This is part of Sapio Research's series: 16 Useful Desk Research Sources and how to use them

What is it?

The Office for National Statistics (ONS) is responsible for collecting and publishing statistics relating to the economy, population and society at national, regional and local levels. Their statistics are published in over 600 releases a year. What is more, it is possible to request extra information on bespoke topics. 

The ONS produces a range of economic and social statistics:

  • The UK’s national accounts (GDP, national income and expenditure)
  • The UK balance of payments
  • Population, demography and migration statistics
  • Government output and activity
  • Business output and activity
  • Prices statistics
  • The labour market
  • Vital events statistics
  • Social statistics
  • Economic, societal and personal well-being.

The ONS designs and runs the national census in England and Wales, which occurs every ten years.

The ONS lists publications that have used their statistics. This feature allows users to track how the data has already been used. They produce very detailed reports with commentary explaining the data and trends. These detailed reports are a great partner for understanding the raw data.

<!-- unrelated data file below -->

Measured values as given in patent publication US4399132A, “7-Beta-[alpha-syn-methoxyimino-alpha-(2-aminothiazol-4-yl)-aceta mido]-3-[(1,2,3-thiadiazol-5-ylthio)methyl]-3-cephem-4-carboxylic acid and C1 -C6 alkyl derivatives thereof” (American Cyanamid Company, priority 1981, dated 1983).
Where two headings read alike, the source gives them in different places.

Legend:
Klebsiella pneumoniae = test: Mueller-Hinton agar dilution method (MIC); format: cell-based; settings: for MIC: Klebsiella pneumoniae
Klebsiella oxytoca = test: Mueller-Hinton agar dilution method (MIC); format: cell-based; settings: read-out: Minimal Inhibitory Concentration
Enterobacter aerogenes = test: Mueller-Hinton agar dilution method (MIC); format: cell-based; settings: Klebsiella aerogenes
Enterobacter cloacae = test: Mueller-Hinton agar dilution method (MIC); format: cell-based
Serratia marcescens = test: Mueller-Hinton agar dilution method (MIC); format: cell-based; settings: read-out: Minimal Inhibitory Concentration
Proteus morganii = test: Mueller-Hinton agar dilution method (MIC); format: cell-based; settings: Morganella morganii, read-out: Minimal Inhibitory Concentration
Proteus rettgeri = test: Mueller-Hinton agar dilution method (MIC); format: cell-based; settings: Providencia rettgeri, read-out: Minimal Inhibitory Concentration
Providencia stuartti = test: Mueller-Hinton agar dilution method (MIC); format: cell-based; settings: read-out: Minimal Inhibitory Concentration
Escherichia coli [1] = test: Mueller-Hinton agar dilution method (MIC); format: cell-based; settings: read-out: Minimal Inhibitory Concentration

The ONS offer a range of services:

  • Interdepartmental Business Register (IDBR)
  • Opinions and Lifestyle Survey
  • Methodology Advisory Service
  • Training services
  • Virtual Microdata Laboratory (VML) 
  • Longitudinal Study (LS)

Anything published by the ONS on their website is free. However, personalised requests may incur charges in line with a regime set by parliament.

Who can use it?

Their statistics are official statistics and are used by:

  • Citizens to get a view of society, and the work and performance of the government. The ONS data allows citizens to assess the impact of the government.
  • Parliaments and other political assemblies to gain information about the state of the nation.
  • The Government to make informed decisions.
  • Ministers use them to construct a picture of the economy and society so they can develop and evaluate economic and social policies.
  • Businesses use the information to help them run effectively and efficiently.
  • Analysts, researchers, scholars and students can use the ONS to help with their work.
  • European Union and other international bodies so people can compare data across countries.

How to use it

The main use for the ONS, is its open source data tables. These can be accessed by selecting a category from the banner bar.

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Following this, you will be displayed an overview bulletin as well as the option to view more publications. Select a data table you would like to view, or select view more.

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Once you have selected your report, simply press download.